- 80 individuals volunteered with us each year
- Over 25 volunteers have moved on into work
- 6 volunteers have been supported into housing - 4 of which were street homelessness
- 6 paid staff within the business started as volunteers
- 42 volunteers currently working in the business
- 7 volunteers have moved on into further education
- We are a National Living Wage employer
Value for Volunteers - There are many opportunities for volunteers that are brought to the Community Hub at the Dales through out the year. Here is some examples of what was on offer in 2018.
- Painting techniques – lead by volunteers for volunteers
- WEA – mindfulness, stress management, first aid, IT for beginners, Interview techniques.
- Derby College – Retail and Customer Services accredited qualification.
- Health Checks – From Suffolk Life
- Bench Project Workshops
Emmaus Suffolk is a new non-residential offer within the federation
Emmaus Suffolk is a National Living wage employer
Emmaus Suffolk is a prevention service and a support service.
Emmaus Suffolk has had no statutory funding and is fully self sufficient through income generation, local grants and fundraising.
Community Hub at the Dales. - We encourage other community based organisations to use our Community Hub for their meeting: We have welcomed these groups at our venue already, we would love to encourage more local groups to use our free Hub -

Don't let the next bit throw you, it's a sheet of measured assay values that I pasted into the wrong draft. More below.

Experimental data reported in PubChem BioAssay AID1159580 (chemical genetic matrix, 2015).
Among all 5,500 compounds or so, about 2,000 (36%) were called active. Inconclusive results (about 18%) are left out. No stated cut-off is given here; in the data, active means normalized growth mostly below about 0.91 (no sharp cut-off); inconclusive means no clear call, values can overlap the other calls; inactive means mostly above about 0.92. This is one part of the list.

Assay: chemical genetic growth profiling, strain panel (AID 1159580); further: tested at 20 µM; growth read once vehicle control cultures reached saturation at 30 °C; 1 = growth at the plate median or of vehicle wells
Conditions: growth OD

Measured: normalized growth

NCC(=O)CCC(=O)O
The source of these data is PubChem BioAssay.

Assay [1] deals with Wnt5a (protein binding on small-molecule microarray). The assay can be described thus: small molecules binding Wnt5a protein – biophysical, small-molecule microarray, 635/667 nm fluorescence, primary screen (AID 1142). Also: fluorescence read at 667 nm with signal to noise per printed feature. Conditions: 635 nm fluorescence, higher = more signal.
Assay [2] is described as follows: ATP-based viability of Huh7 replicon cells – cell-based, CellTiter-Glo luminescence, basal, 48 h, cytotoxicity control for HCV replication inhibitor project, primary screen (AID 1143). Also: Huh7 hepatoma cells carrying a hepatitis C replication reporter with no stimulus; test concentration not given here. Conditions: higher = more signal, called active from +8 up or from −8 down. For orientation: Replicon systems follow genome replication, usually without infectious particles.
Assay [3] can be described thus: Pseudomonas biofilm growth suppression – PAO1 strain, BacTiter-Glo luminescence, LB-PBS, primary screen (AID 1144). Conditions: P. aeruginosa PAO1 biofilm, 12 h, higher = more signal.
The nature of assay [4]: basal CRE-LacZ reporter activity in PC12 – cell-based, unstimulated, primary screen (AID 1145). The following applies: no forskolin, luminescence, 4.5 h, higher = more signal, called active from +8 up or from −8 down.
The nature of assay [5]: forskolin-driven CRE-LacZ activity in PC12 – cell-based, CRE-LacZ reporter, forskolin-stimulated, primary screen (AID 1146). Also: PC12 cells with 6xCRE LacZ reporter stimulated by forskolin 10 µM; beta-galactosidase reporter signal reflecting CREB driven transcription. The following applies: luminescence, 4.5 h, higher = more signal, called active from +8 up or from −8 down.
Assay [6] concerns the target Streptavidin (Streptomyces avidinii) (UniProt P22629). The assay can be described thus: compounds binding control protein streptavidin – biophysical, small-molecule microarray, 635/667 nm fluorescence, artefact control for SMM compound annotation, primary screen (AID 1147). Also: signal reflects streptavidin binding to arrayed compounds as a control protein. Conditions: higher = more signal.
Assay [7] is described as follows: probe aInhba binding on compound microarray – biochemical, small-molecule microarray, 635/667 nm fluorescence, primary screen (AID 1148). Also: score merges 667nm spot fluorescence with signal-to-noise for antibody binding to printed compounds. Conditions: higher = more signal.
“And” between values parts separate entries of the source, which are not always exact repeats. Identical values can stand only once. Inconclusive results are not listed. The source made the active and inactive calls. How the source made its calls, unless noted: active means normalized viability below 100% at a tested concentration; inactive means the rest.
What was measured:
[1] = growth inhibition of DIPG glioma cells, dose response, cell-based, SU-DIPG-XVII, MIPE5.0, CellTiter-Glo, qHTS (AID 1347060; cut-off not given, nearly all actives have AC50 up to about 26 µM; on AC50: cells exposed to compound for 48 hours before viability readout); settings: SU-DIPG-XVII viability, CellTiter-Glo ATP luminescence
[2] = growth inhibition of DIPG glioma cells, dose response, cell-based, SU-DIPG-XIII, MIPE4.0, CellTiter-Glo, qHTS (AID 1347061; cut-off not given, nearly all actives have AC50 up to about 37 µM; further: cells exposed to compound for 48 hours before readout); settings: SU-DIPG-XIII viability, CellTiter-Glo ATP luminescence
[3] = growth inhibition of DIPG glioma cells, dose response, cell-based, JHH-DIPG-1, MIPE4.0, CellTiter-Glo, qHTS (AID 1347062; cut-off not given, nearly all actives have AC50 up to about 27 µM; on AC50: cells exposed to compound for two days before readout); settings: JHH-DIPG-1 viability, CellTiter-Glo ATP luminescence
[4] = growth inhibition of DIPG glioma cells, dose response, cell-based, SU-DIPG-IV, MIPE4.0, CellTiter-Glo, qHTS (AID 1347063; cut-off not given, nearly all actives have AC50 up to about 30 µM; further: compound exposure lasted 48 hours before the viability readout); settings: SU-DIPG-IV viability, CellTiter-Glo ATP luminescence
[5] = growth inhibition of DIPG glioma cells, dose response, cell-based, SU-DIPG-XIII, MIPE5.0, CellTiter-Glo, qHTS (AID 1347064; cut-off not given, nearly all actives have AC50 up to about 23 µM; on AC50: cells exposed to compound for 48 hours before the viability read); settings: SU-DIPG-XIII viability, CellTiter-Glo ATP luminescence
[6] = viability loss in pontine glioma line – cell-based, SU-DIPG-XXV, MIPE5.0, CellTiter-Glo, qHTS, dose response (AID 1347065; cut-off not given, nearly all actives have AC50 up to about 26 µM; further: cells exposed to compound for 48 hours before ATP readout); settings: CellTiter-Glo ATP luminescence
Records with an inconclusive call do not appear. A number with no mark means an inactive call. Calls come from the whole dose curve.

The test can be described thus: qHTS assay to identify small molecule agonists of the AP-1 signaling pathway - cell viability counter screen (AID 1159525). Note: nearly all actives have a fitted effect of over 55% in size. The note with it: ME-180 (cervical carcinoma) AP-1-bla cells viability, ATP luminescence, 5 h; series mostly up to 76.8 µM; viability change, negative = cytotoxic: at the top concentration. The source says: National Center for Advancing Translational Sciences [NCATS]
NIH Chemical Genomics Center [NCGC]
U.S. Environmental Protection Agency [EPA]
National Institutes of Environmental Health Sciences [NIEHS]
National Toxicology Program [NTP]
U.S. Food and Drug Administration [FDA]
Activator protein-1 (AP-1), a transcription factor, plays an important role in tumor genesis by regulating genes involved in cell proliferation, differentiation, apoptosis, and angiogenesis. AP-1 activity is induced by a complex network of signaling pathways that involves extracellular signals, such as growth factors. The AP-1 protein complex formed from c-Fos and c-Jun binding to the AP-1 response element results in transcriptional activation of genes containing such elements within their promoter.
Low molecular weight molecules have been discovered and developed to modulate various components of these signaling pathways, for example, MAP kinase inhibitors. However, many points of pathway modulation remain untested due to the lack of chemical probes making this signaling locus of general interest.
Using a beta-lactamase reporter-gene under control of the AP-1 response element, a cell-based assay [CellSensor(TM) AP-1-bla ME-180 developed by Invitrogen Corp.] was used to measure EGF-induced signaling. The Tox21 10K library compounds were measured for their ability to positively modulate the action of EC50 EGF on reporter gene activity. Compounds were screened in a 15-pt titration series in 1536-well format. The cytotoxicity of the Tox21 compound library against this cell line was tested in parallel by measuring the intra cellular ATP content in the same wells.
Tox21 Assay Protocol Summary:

Vegan Society / Knit and Natter / Card Making / Arts and Crafts with Jude / Netmums / Do Good Networking / Timmy’s Mittens Crochet Club.
Partnership working is at the core of our offer for Ipswich and across the county. We are proud to be working with:
- Urban Enterprise CIC
- ILHP Partners
- Chapman Centre
- Help Our Homeless
- Job Centre outreach
- Catch 22
- Lapwing Trust
- Turning Point
Emmaus doesn’t only have a significant impact on the lives of people who have experienced homelessness and social exclusion, it also brings wider social and economic benefits.
In 2012, a group of researchers talked to companions and staff members in seven communities across the UK, trying to establish the main outcomes of Emmaus’s work.
Their research found that for every £1 invested in an established Emmaus community, £11 is generated in social, environmental and economic returns.
The benefits included:
·Keeping people out of hospital, and helping them to be safe and well, saved the Department of Heath £1,478,506 for NHS and emergency service costs;
·Emmaus saved local government £2,447,612 which would have been spent on hostel accommodation, drug and alcohol services and landfill
·Keeping people in work and out of prison saved the Ministry of Justice £778,435.
The report found that Emmaus communities successfully provide a place for people in vulnerable housing situations to rebuild their lives by offering them meaningful work and support. Significant benefits were linked to substantial improvements in companions’ physical and mental health, including reductions in substance misuse.